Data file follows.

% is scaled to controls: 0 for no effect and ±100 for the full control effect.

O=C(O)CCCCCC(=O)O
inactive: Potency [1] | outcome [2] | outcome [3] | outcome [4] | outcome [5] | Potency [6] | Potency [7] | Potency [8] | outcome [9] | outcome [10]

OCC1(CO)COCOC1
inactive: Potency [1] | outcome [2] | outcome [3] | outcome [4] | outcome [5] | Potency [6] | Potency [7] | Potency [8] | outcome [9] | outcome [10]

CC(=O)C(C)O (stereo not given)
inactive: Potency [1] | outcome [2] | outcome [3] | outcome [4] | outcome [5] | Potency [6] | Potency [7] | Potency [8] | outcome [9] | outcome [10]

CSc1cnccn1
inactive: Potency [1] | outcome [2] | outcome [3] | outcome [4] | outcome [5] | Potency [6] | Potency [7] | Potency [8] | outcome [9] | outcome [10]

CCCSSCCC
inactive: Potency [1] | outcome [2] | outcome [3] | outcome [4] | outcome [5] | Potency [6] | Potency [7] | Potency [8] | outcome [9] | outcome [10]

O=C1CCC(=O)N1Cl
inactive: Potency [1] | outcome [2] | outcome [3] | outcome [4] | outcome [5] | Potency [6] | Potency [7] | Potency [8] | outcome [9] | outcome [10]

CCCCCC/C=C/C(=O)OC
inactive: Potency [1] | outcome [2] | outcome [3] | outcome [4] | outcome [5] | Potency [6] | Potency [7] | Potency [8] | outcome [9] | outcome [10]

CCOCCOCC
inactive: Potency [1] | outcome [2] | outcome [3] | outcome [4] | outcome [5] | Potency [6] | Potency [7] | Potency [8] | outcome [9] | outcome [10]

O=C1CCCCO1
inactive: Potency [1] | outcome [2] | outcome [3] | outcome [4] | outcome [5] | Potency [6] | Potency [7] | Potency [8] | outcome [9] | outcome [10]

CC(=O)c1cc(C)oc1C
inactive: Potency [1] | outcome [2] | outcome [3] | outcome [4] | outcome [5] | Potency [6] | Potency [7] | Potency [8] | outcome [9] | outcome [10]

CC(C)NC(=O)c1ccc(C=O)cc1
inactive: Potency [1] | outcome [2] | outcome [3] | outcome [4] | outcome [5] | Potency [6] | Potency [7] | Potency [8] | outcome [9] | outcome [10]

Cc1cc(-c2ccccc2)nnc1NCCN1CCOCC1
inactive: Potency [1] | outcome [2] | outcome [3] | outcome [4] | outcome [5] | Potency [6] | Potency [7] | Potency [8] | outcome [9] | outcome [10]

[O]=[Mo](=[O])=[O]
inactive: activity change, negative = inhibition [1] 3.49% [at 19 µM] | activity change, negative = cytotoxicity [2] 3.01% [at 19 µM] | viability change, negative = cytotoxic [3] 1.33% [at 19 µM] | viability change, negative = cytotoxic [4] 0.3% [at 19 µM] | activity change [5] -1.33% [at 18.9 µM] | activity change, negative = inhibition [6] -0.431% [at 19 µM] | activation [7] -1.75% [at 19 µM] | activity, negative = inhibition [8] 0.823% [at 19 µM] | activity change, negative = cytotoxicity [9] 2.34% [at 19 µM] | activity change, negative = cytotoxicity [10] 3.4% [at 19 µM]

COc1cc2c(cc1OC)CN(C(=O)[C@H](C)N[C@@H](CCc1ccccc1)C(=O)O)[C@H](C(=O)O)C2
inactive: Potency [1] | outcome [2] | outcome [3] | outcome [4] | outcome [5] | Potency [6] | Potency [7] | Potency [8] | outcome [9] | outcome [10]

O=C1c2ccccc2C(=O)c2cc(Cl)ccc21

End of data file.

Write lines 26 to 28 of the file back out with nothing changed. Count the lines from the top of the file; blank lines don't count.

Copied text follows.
[O]=[Mo](=[O])=[O]
inactive: activity change, negative = inhibition [1] 3.49% [at 19 µM] | activity change, negative = cytotoxicity [2] 3.01% [at 19 µM] | viability change, negative = cytotoxic [3] 1.33% [at 19 µM] | viability change, negative = cytotoxic [4] 0.3% [at 19 µM] | activity change [5] -1.33% [at 18.9 µM] | activity change, negative = inhibition [6] -0.431% [at 19 µM] | activation [7] -1.75% [at 19 µM] | activity, negative = inhibition [8] 0.823% [at 19 µM] | activity change, negative = cytotoxicity [9] 2.34% [at 19 µM] | activity change, negative = cytotoxicity [10] 3.4% [at 19 µM]

COc1cc2c(cc1OC)CN(C(=O)[C@H](C)N[C@@H](CCc1ccccc1)C(=O)O)[C@H](C(=O)O)C2